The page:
We'll send you one email every month full of helpful articles.
Is listening to audio a useful piece of literacy education? Does it help students become better readers? Or is it simply a more passive way to consume content, a shortcut that eliminates the work and thus the intellectual exercise and reward of reading? Unsurprisingly, there is a wealth of available research that looks into this very question. Perhaps more surprisingly, it turns out that listening to stories builds literacy skills in most of the same ways reading them does.
School libraries are an invaluable resource to students and teachers alike, providing access to a universe of print and digital media and teaching students how to consume and use information responsibly. For all the good that libraries do in their schools, they are often chronically underfunded. Enter into the equation a new trend: crowdsourcing.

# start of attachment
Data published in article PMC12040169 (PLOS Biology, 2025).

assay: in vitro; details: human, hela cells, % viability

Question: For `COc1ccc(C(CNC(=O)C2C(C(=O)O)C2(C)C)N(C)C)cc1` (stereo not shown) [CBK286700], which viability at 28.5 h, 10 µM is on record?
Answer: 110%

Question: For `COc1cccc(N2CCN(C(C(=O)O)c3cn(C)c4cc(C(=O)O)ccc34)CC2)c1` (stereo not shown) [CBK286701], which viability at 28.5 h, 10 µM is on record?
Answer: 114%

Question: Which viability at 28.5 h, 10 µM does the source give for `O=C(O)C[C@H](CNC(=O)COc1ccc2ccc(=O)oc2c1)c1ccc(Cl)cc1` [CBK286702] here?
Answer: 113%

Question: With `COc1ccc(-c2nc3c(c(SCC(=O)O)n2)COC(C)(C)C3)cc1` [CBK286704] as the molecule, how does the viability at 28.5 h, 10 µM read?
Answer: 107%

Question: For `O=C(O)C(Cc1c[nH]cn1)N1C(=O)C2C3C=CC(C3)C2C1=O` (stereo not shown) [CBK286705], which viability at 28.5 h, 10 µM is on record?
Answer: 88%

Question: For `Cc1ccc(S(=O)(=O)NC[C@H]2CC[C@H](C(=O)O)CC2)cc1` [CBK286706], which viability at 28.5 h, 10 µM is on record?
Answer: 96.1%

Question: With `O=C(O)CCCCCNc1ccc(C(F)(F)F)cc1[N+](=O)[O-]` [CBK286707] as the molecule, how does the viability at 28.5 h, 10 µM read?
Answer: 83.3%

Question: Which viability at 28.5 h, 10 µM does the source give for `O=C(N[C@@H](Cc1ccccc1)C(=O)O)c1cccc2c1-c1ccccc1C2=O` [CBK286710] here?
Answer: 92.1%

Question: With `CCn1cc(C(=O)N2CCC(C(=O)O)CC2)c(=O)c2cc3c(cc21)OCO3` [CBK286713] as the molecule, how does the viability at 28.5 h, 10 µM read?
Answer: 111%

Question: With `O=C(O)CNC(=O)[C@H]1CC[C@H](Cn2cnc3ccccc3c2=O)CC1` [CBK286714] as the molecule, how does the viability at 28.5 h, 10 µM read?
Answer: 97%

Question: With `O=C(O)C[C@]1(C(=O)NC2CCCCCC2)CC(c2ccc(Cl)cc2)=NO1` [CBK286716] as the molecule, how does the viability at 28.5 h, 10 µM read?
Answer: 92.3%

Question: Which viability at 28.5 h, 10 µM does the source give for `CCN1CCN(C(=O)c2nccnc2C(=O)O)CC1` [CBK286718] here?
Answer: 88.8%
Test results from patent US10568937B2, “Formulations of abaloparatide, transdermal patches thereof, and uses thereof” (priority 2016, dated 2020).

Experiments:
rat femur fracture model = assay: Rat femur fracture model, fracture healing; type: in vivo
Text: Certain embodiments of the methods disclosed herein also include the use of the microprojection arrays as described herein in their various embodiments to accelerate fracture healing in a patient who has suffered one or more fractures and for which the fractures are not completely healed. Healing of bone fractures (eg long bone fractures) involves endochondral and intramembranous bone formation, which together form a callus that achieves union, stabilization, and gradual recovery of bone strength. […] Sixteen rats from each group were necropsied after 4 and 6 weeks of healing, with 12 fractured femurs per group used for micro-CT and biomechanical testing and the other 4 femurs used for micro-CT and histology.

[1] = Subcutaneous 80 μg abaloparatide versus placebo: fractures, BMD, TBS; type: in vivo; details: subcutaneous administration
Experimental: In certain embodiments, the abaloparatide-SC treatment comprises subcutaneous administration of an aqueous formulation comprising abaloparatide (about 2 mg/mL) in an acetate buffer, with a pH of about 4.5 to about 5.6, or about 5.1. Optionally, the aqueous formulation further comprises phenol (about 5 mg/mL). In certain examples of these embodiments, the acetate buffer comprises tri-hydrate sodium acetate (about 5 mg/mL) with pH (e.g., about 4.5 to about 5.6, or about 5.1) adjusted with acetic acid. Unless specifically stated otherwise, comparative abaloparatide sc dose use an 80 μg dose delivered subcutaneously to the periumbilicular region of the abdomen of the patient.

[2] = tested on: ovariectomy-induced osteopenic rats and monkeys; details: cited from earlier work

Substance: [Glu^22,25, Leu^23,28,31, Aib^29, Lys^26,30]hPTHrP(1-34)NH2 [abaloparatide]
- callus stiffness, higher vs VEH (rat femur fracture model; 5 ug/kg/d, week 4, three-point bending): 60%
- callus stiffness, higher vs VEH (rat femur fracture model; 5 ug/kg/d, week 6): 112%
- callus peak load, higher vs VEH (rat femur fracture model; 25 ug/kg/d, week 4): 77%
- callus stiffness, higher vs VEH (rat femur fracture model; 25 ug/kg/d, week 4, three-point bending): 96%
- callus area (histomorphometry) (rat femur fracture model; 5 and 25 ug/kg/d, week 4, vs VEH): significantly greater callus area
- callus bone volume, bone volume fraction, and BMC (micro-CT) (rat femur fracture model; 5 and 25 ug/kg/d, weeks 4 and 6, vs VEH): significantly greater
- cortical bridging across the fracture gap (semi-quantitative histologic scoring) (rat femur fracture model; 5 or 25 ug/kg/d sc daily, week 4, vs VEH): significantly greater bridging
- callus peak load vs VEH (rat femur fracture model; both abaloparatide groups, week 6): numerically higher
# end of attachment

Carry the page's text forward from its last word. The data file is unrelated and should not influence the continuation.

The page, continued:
A study by Common Sense Media found that children ages eight and under spend more than two hours a day on screen media, with TV taking up 58 minutes, followed by mobile time with 48 minutes a day. The increasing availability of information and access to devices for young learners means it’s more important than ever that educators emphasize the importance of media literacy and digital citizenship in their classrooms. This includes encouraging students to think critically about the messages and